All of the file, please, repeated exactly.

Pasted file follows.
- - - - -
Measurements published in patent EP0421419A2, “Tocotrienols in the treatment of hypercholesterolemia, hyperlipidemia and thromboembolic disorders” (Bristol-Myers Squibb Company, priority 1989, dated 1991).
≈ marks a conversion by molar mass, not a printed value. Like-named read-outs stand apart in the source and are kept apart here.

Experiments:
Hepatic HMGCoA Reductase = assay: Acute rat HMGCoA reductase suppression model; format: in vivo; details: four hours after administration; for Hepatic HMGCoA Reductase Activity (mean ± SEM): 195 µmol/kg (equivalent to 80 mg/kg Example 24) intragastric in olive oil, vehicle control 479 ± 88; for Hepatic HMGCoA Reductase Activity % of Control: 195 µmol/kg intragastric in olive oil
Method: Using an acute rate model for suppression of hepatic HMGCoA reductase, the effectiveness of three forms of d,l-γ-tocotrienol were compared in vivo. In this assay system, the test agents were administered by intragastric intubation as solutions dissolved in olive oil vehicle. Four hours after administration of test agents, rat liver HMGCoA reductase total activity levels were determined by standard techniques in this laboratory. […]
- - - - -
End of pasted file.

Measurements published in patent EP0421419A2, “Tocotrienols in the treatment of hypercholesterolemia, hyperlipidemia and thromboembolic disorders” (Bristol-Myers Squibb Company, priority 1989, dated 1991).
≈ marks a conversion by molar mass, not a printed value. Like-named read-outs stand apart in the source and are kept apart here.

Experiments:
Hepatic HMGCoA Reductase = assay: Acute rat HMGCoA reductase suppression model; format: in vivo; details: four hours after administration; for Hepatic HMGCoA Reductase Activity (mean ± SEM): 195 µmol/kg (equivalent to 80 mg/kg Example 24) intragastric in olive oil, vehicle control 479 ± 88; for Hepatic HMGCoA Reductase Activity % of Control: 195 µmol/kg intragastric in olive oil
Method: Using an acute rate model for suppression of hepatic HMGCoA reductase, the effectiveness of three forms of d,l-γ-tocotrienol were compared in vivo. In this assay system, the test agents were administered by intragastric intubation as solutions dissolved in olive oil vehicle. Four hours after administration of test agents, rat liver HMGCoA reductase total activity levels were determined by standard techniques in this laboratory. […]